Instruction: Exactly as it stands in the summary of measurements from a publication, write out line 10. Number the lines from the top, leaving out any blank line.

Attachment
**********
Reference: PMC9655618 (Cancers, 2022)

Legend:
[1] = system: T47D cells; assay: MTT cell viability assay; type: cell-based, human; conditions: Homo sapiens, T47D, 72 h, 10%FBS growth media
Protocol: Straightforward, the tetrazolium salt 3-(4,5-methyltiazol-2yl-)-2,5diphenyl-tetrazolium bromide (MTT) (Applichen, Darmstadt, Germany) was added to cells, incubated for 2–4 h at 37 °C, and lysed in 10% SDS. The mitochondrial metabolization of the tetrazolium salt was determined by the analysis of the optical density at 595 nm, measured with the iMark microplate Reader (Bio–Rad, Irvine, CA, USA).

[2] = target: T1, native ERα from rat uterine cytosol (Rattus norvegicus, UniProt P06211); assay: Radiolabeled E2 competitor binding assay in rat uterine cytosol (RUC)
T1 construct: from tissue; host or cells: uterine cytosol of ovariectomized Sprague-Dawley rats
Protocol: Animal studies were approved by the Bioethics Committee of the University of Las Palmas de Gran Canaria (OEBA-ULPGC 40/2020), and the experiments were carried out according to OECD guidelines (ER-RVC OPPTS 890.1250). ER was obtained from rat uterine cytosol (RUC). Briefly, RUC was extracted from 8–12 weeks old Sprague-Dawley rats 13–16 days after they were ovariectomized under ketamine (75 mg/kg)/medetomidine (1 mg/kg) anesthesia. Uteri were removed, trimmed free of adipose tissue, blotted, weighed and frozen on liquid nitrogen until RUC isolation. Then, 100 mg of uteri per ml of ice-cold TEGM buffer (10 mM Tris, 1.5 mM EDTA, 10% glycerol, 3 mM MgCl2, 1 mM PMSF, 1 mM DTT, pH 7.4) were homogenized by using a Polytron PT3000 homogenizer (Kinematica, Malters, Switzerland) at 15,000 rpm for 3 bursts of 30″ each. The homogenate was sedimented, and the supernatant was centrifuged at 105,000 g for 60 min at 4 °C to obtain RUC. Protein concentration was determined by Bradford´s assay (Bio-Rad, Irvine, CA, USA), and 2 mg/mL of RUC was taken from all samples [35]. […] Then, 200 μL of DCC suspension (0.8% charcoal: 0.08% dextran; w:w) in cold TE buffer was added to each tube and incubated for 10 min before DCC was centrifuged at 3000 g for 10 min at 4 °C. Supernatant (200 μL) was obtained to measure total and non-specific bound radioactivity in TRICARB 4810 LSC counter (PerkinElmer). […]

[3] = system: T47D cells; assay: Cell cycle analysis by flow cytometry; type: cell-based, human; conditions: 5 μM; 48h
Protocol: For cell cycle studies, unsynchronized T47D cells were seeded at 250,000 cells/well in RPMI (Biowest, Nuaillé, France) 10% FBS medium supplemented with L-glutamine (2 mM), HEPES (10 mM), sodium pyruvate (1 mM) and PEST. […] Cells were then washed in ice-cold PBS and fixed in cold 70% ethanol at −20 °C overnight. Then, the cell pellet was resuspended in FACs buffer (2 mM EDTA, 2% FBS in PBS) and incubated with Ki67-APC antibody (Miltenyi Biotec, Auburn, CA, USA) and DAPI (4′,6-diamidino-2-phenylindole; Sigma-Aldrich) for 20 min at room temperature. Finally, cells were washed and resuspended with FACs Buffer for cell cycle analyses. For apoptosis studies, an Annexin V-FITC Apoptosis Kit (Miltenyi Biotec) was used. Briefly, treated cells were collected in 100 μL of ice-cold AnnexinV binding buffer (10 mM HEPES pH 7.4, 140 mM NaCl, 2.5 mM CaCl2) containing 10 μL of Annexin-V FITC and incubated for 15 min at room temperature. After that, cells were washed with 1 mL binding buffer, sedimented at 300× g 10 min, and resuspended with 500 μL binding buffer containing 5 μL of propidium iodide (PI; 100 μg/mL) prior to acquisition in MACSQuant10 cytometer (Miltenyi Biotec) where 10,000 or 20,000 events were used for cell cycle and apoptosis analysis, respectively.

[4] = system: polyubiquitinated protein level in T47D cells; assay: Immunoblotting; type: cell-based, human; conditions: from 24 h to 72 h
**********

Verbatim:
[4] = system: polyubiquitinated protein level in T47D cells; assay: Immunoblotting; type: cell-based, human; conditions: from 24 h to 72 h